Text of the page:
LOUISVILLE, Ky. — Amid growing concerns about the virus, JCPS teachers overwhelmingly don't want to start school in person in the fall, preferring to begin with virtual learning instead. That's according to a recent survey from the Jefferson County Teachers Association.
"There's just a lot of people's lives on the lines with this so we have to just go slow and do this carefully," Tammy Berlin, JCTA Vice President and Atherton High School teacher, said Wednesday.
As JCPS forms its reopening plans to return to schools this fall, JCTA said the majority of its teachers feel it's better to start to the school year with non traditional learning, NTI.
"About 65% said they were in favor of us starting the year with NTI and only about 35% said they were in favor of going back in person," Berlin said.
That's out of about 4,000 teachers who responded to the union's one-question survey. Berlin said the union has about 5,800 members from the district. The response rate, Berlin said, was "overwhelming."
"That's a very high response rate. Normally when we send out a survey like that we only get about 1,000 responses. So it was an overwhelming response rate," she said. "There's an extremely low rate of confidence that masking, universal masking, would be able to be implemented effectively and be able to be enforced by the district."
She said teachers have also expressed concerns to the union about enforcing social distancing and health checks.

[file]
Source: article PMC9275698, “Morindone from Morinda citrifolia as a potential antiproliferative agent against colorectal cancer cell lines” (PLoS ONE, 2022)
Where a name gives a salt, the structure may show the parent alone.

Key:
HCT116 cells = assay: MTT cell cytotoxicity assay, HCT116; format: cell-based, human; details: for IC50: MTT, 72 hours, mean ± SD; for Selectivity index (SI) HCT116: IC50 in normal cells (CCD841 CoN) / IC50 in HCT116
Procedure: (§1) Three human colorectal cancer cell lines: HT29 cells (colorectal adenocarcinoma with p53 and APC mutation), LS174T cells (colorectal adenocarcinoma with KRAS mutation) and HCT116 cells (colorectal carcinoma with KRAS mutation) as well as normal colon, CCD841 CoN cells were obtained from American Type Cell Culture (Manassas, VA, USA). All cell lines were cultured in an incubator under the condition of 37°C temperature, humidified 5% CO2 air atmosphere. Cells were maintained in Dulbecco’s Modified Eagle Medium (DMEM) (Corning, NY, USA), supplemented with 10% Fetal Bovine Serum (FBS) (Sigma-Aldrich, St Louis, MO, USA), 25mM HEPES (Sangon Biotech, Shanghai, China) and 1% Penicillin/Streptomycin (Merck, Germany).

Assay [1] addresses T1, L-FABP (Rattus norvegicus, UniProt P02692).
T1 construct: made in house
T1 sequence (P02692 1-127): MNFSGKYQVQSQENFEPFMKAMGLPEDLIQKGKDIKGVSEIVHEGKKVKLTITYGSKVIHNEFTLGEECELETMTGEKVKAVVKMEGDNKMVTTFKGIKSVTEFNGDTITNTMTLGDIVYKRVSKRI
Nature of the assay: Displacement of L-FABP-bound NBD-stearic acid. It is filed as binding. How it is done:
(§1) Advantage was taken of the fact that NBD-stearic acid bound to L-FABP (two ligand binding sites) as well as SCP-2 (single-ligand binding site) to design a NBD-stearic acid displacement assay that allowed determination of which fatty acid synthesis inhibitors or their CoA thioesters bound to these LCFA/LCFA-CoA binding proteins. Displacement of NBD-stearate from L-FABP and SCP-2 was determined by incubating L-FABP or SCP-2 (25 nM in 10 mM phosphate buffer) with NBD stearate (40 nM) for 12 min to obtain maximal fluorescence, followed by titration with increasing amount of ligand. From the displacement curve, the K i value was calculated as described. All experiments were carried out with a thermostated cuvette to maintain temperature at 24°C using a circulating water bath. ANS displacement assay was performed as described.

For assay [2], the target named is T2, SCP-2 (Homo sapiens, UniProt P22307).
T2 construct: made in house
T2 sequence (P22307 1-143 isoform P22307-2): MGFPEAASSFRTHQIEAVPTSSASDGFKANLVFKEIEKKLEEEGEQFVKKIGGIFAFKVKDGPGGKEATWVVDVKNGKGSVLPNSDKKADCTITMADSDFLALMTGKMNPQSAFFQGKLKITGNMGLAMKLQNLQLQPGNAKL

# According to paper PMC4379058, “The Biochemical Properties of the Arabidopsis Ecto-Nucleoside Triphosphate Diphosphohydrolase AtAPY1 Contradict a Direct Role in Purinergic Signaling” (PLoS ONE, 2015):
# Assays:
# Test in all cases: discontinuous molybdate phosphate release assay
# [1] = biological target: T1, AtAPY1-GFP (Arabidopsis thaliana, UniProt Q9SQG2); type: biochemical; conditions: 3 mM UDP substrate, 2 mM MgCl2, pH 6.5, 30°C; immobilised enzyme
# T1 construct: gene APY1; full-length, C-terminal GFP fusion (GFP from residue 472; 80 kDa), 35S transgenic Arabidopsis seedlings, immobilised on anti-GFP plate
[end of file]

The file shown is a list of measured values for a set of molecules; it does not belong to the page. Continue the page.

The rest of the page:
"In a district of 98,000 students, statistically the odds are against us being able to go back in person without their being some casualties with that," Berlin said.
While Berlin said she would go back to teach in-person at the start of the year, she doesn't think the district is ready yet to implement all of the state guidelines.
"We just don't have those things in place so I think that is 100% the reason why we saw the results we saw in that survey," she said.
The union has been working with JCPS on its committees to form school re-opening plans.
In response to the survey, JCPS Communications Director Renee Murphy said, "We value the voices of our teachers in planning for the start of the new school year. This is a challenging circumstance and we will always keep the health and safety of our students and staff at the center of any decisions."
The district is also considering pushing back the start of school about two weeks and the board will vote on that decision at its upcoming meeting on July 21.
"I think it would be definitely beneficial to postpone the start of school for at least a little while," Berlin said. "It's much better to go slow and do it well than it is to rush into it and then we find out there's a bunch of holes in the plan."
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